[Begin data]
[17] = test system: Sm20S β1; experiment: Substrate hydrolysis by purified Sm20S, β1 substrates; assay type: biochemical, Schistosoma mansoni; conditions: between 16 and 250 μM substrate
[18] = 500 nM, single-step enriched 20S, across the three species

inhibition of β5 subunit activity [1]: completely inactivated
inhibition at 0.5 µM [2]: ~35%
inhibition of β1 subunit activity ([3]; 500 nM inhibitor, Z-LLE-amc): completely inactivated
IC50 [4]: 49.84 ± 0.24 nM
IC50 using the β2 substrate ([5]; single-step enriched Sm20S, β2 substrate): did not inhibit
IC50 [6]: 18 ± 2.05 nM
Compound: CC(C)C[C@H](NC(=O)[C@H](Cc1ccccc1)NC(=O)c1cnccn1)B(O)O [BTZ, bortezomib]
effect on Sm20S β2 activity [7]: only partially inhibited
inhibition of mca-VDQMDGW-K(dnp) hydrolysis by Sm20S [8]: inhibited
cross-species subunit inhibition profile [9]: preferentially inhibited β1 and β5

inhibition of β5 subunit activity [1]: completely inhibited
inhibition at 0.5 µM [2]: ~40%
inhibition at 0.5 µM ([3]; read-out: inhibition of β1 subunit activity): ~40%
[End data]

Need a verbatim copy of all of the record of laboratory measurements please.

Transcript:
[17] = test system: Sm20S β1; experiment: Substrate hydrolysis by purified Sm20S, β1 substrates; assay type: biochemical, Schistosoma mansoni; conditions: between 16 and 250 μM substrate
[18] = 500 nM, single-step enriched 20S, across the three species

inhibition of β5 subunit activity [1]: completely inactivated
inhibition at 0.5 µM [2]: ~35%
inhibition of β1 subunit activity ([3]; 500 nM inhibitor, Z-LLE-amc): completely inactivated
IC50 [4]: 49.84 ± 0.24 nM
IC50 using the β2 substrate ([5]; single-step enriched Sm20S, β2 substrate): did not inhibit
IC50 [6]: 18 ± 2.05 nM
Compound: CC(C)C[C@H](NC(=O)[C@H](Cc1ccccc1)NC(=O)c1cnccn1)B(O)O [BTZ, bortezomib]
effect on Sm20S β2 activity [7]: only partially inhibited
inhibition of mca-VDQMDGW-K(dnp) hydrolysis by Sm20S [8]: inhibited
cross-species subunit inhibition profile [9]: preferentially inhibited β1 and β5

inhibition of β5 subunit activity [1]: completely inhibited
inhibition at 0.5 µM [2]: ~40%
inhibition at 0.5 µM ([3]; read-out: inhibition of β1 subunit activity): ~40%